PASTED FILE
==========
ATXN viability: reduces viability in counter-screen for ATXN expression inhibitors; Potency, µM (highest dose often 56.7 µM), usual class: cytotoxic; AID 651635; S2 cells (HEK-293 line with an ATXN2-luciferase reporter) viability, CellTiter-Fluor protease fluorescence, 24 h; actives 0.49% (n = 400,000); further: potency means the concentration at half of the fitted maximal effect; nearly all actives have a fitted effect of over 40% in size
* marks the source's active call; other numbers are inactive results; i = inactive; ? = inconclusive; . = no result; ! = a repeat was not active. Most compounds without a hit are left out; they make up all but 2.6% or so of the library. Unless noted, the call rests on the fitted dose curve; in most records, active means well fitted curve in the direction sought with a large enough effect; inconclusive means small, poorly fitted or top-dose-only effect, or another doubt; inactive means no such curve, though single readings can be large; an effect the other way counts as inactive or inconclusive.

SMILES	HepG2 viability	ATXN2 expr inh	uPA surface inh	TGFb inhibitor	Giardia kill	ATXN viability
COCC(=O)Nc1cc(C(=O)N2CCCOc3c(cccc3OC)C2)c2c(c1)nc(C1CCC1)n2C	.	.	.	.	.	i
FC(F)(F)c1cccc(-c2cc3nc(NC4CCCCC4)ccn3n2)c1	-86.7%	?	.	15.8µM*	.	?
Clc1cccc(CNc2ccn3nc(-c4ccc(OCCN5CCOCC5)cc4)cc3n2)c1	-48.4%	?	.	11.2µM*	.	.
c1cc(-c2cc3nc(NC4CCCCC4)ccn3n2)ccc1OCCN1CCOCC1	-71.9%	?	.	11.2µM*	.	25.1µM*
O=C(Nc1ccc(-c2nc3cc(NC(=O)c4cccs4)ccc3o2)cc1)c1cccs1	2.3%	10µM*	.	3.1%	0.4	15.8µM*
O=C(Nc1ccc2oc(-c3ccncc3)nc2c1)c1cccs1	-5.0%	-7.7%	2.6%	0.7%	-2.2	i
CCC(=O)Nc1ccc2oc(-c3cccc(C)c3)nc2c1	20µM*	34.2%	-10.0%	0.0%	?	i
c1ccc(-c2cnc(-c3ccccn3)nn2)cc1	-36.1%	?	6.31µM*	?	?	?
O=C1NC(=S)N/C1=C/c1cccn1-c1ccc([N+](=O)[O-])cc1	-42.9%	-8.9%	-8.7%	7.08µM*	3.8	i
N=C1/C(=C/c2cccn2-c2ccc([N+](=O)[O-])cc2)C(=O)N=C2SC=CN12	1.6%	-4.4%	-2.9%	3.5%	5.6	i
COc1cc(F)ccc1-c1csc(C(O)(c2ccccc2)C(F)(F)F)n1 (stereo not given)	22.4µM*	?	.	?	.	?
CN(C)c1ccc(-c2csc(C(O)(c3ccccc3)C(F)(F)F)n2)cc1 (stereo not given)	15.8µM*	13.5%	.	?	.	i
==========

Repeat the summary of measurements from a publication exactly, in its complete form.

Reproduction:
ATXN viability: reduces viability in counter-screen for ATXN expression inhibitors; Potency, µM (highest dose often 56.7 µM), usual class: cytotoxic; AID 651635; S2 cells (HEK-293 line with an ATXN2-luciferase reporter) viability, CellTiter-Fluor protease fluorescence, 24 h; actives 0.49% (n = 400,000); further: potency means the concentration at half of the fitted maximal effect; nearly all actives have a fitted effect of over 40% in size
* marks the source's active call; other numbers are inactive results; i = inactive; ? = inconclusive; . = no result; ! = a repeat was not active. Most compounds without a hit are left out; they make up all but 2.6% or so of the library. Unless noted, the call rests on the fitted dose curve; in most records, active means well fitted curve in the direction sought with a large enough effect; inconclusive means small, poorly fitted or top-dose-only effect, or another doubt; inactive means no such curve, though single readings can be large; an effect the other way counts as inactive or inconclusive.

SMILES	HepG2 viability	ATXN2 expr inh	uPA surface inh	TGFb inhibitor	Giardia kill	ATXN viability
COCC(=O)Nc1cc(C(=O)N2CCCOc3c(cccc3OC)C2)c2c(c1)nc(C1CCC1)n2C	.	.	.	.	.	i
FC(F)(F)c1cccc(-c2cc3nc(NC4CCCCC4)ccn3n2)c1	-86.7%	?	.	15.8µM*	.	?
Clc1cccc(CNc2ccn3nc(-c4ccc(OCCN5CCOCC5)cc4)cc3n2)c1	-48.4%	?	.	11.2µM*	.	.
c1cc(-c2cc3nc(NC4CCCCC4)ccn3n2)ccc1OCCN1CCOCC1	-71.9%	?	.	11.2µM*	.	25.1µM*
O=C(Nc1ccc(-c2nc3cc(NC(=O)c4cccs4)ccc3o2)cc1)c1cccs1	2.3%	10µM*	.	3.1%	0.4	15.8µM*
O=C(Nc1ccc2oc(-c3ccncc3)nc2c1)c1cccs1	-5.0%	-7.7%	2.6%	0.7%	-2.2	i
CCC(=O)Nc1ccc2oc(-c3cccc(C)c3)nc2c1	20µM*	34.2%	-10.0%	0.0%	?	i
c1ccc(-c2cnc(-c3ccccn3)nn2)cc1	-36.1%	?	6.31µM*	?	?	?
O=C1NC(=S)N/C1=C/c1cccn1-c1ccc([N+](=O)[O-])cc1	-42.9%	-8.9%	-8.7%	7.08µM*	3.8	i
N=C1/C(=C/c2cccn2-c2ccc([N+](=O)[O-])cc2)C(=O)N=C2SC=CN12	1.6%	-4.4%	-2.9%	3.5%	5.6	i
COc1cc(F)ccc1-c1csc(C(O)(c2ccccc2)C(F)(F)F)n1 (stereo not given)	22.4µM*	?	.	?	.	?
CN(C)c1ccc(-c2csc(C(O)(c3ccccc3)C(F)(F)F)n2)cc1 (stereo not given)	15.8µM*	13.5%	.	?	.	i